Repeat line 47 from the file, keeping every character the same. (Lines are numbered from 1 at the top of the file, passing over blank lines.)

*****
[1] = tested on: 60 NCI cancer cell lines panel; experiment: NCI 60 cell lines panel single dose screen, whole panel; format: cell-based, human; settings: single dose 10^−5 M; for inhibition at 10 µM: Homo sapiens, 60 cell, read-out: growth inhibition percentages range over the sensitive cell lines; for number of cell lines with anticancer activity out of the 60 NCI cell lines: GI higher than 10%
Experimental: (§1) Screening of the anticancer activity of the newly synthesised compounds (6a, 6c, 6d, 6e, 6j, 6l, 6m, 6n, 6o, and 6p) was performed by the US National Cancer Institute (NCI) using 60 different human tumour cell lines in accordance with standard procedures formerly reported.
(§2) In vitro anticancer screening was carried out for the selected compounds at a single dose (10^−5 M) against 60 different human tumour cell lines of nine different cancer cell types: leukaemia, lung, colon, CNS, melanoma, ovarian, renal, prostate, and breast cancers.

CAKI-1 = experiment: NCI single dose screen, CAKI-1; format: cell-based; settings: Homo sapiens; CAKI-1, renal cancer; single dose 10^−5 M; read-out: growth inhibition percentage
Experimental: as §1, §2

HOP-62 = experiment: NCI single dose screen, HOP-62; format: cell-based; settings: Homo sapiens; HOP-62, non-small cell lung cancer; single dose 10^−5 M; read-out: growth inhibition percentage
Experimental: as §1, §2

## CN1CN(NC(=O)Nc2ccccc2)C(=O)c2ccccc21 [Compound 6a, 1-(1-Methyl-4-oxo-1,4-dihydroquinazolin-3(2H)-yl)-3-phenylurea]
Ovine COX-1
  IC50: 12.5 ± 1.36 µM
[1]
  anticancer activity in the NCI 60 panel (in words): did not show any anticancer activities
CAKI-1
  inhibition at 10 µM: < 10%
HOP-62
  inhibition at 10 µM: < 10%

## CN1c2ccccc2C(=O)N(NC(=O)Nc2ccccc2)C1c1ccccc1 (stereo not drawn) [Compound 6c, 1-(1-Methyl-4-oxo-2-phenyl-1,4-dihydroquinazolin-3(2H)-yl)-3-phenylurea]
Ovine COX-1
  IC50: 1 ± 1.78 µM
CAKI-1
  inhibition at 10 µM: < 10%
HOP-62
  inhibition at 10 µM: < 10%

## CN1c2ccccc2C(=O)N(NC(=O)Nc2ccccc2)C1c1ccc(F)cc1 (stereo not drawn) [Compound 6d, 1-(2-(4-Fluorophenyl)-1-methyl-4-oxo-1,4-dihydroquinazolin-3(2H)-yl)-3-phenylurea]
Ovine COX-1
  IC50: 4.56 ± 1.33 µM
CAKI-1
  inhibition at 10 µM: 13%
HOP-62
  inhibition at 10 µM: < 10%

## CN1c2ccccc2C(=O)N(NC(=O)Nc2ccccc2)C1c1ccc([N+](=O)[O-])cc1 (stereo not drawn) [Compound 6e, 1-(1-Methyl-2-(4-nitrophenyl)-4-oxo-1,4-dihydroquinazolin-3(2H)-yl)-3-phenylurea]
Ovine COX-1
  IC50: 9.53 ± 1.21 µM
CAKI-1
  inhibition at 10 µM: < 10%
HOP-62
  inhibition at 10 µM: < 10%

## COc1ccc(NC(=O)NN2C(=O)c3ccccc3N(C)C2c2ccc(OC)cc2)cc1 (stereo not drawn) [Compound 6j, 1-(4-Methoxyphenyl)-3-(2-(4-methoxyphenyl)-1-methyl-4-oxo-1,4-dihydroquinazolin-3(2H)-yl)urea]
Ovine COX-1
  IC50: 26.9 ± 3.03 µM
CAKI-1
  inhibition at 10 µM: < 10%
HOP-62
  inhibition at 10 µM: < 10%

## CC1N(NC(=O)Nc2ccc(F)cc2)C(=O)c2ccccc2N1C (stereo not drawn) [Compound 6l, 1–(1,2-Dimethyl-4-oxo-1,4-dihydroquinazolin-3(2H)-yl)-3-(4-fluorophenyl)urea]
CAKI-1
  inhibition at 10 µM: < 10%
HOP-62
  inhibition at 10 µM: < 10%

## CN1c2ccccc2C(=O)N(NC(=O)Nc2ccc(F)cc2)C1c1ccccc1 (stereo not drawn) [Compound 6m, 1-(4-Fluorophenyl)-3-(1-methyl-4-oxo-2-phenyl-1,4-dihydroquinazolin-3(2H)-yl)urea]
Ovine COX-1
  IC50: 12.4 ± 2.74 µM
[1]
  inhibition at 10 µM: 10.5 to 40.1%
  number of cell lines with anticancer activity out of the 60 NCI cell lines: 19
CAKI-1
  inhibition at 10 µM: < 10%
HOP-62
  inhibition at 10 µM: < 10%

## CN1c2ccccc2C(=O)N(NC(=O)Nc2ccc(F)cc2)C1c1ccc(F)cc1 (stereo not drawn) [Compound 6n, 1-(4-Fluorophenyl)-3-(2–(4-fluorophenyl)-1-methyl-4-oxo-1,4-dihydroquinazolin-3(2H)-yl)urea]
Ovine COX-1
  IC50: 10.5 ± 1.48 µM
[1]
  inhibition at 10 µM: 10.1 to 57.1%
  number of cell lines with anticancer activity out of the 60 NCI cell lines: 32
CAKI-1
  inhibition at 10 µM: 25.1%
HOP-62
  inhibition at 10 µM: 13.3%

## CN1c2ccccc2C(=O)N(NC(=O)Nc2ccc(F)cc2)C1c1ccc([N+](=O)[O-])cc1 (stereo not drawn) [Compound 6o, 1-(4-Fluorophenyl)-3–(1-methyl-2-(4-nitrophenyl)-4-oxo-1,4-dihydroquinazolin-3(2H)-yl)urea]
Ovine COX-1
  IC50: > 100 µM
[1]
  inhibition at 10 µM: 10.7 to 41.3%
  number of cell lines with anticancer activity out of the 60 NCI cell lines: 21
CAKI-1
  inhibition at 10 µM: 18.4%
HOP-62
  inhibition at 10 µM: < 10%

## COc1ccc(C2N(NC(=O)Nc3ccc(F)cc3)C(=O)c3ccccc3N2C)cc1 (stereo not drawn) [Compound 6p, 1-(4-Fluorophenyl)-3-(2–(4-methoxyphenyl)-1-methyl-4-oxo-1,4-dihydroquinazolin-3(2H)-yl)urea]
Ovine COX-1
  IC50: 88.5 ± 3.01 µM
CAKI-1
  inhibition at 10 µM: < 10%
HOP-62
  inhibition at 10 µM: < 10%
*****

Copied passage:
  inhibition at 10 µM: < 10%